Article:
Asus Eee Box B206
HDMI-equipped budget media centre
The big change in the B206 is the addition of an ATI Mobility Radeon HD 3450 graphics chip coupled with 256MB of DDR2 memory, which brings with it the promise of high definition video decoding - something that the Intel Atom processor on its own is a bit too puny to tackle. Now, before you get too excited, it's worth noting that its HD capabilities are far from comprehensive. Our initial attempts to playback high definition material proved disappointing. It was happy enough to chew through standard definition material without a hitch, but as soon as we upped the pixel count it started to stutter.
Malcontent: format choices determine a smooth or stuttering playback
Even at 720p resolution both QuickTime and MKV format H264 files refused to play without dropping frames when viewed in VLC. Switching over to Apple's official player had little effect on QuickTime performance. WMV9 format files proved equally bad in VLC, but played back fine when watched in Windows Media Player. Divx at 720p proved better still, capable of playing back without skipping when viewed in both VLC and Windows Media Player.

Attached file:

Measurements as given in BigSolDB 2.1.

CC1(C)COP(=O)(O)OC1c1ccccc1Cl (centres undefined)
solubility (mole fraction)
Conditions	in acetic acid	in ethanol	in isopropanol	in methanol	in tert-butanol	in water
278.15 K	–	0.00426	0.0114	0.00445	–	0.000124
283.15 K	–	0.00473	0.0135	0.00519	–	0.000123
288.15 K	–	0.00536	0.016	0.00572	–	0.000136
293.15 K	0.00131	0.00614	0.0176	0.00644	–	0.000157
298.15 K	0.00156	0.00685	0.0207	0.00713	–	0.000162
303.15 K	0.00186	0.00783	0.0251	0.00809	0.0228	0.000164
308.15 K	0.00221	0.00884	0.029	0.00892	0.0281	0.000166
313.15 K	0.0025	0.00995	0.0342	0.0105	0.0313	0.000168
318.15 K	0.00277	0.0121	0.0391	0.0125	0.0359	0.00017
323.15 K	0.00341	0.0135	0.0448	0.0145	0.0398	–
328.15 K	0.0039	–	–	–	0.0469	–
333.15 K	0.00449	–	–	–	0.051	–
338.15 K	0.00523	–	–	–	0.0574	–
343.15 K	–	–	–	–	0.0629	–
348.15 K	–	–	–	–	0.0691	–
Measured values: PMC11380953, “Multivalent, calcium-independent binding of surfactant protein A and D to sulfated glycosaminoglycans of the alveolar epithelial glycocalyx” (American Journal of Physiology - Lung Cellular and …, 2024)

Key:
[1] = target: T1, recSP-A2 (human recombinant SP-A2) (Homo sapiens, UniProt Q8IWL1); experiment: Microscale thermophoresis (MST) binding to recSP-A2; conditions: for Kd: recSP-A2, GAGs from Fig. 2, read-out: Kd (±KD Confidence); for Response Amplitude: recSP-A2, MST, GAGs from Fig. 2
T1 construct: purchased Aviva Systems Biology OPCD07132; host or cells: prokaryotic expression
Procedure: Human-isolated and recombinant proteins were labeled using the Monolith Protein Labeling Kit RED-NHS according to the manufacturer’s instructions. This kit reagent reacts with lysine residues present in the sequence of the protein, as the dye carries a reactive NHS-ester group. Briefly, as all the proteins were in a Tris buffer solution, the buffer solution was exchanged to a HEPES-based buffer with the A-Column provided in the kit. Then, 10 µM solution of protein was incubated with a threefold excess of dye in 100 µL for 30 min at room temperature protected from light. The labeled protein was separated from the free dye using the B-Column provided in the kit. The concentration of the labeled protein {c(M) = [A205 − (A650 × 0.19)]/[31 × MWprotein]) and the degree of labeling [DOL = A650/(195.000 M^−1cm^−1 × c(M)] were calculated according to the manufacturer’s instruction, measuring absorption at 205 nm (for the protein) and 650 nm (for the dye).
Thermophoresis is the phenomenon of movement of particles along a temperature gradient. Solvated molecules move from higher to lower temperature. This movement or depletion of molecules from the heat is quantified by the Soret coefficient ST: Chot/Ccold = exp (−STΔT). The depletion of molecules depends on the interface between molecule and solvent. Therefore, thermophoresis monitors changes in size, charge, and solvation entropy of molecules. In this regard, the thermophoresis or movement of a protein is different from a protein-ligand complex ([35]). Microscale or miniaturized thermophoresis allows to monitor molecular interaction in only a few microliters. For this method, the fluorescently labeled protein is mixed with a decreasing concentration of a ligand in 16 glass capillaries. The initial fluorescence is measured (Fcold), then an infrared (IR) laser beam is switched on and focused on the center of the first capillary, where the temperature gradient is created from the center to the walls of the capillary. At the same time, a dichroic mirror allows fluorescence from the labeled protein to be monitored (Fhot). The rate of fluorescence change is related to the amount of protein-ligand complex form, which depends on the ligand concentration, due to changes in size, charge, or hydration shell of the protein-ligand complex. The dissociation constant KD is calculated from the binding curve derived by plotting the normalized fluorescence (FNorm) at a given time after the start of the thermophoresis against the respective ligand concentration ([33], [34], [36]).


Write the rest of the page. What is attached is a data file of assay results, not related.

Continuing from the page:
The reason for the erratic HD performance is due to the fact that the B206's video boost comes from the Radeon graphics card, but only applications that support DirectX Video Acceleration (DXVA) can tap into its power. This feature is supported by applications like WinDVD and PowerDVD, but they don't replay all file formats such as MKV. Luckily, the open source Media Player Classic Home Cinema (MPC-HC) application also includes experimental support for DXVA.
Watching H264 files using MPC-HC resulted in much more impressive performance. Playback of 720P H264 material was smooth without any dropped frames. MPC-HC doesn't support DXVA for WMV, but at 720p it still played without any issues. QuickTime files still dropped frames, however, since MPC-HC just uses the installed version of QuickTime to decode the files.
Sponsored: Magic Quadrant for Client Management Tools